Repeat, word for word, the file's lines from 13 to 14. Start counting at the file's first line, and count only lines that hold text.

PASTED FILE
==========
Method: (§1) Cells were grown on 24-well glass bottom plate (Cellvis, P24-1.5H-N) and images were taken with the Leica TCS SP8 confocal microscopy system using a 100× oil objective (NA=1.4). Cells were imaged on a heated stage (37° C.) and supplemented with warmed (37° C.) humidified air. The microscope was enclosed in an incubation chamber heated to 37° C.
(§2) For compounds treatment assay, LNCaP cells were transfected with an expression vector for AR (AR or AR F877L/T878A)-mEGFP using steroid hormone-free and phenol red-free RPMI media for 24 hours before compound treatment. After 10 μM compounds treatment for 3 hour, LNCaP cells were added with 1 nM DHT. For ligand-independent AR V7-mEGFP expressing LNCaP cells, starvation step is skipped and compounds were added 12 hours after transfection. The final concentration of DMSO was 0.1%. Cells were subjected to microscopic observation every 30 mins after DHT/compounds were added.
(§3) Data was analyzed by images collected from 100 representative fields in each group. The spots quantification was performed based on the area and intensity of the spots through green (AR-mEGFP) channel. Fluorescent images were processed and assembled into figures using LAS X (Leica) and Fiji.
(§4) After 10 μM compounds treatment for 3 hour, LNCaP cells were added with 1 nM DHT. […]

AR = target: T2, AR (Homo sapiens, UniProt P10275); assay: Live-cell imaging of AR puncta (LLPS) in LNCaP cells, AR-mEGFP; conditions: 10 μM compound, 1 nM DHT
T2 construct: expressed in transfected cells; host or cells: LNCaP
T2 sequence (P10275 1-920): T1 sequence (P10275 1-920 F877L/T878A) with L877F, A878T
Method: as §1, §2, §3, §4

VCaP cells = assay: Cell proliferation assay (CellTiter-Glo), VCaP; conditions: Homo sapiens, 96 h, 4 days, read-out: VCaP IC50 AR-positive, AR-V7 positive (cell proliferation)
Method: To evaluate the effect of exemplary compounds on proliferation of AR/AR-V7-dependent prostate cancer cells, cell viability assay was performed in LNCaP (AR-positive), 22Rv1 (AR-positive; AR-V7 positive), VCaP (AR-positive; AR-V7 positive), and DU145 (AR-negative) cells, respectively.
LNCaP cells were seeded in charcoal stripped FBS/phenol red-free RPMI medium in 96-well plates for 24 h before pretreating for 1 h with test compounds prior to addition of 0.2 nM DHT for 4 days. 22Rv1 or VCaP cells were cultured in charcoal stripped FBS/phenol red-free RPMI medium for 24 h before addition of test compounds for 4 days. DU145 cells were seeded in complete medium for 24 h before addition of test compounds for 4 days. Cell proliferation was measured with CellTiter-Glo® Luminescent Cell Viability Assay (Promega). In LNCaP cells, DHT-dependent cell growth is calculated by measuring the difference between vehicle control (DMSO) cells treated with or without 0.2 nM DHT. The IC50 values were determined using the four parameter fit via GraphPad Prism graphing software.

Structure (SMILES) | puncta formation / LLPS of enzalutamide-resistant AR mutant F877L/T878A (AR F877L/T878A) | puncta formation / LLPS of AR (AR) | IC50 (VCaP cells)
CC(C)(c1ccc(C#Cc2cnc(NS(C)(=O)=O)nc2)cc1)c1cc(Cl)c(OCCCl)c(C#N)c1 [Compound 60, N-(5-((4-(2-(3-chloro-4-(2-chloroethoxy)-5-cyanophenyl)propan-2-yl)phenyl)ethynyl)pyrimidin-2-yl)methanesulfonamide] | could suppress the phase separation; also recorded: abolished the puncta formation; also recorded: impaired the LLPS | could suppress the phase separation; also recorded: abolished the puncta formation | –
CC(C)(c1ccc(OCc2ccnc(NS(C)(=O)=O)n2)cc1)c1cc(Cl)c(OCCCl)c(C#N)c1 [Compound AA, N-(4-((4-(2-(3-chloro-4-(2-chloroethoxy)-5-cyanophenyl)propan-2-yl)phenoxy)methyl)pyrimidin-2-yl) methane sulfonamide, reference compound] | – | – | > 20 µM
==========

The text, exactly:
CC(C)(c1ccc(C#Cc2cnc(NS(C)(=O)=O)nc2)cc1)c1cc(Cl)c(OCCCl)c(C#N)c1 [Compound 60, N-(5-((4-(2-(3-chloro-4-(2-chloroethoxy)-5-cyanophenyl)propan-2-yl)phenyl)ethynyl)pyrimidin-2-yl)methanesulfonamide] | could suppress the phase separation; also recorded: abolished the puncta formation; also recorded: impaired the LLPS | could suppress the phase separation; also recorded: abolished the puncta formation | –
CC(C)(c1ccc(OCc2ccnc(NS(C)(=O)=O)n2)cc1)c1cc(Cl)c(OCCCl)c(C#N)c1 [Compound AA, N-(4-((4-(2-(3-chloro-4-(2-chloroethoxy)-5-cyanophenyl)propan-2-yl)phenoxy)methyl)pyrimidin-2-yl) methane sulfonamide, reference compound] | – | – | > 20 µM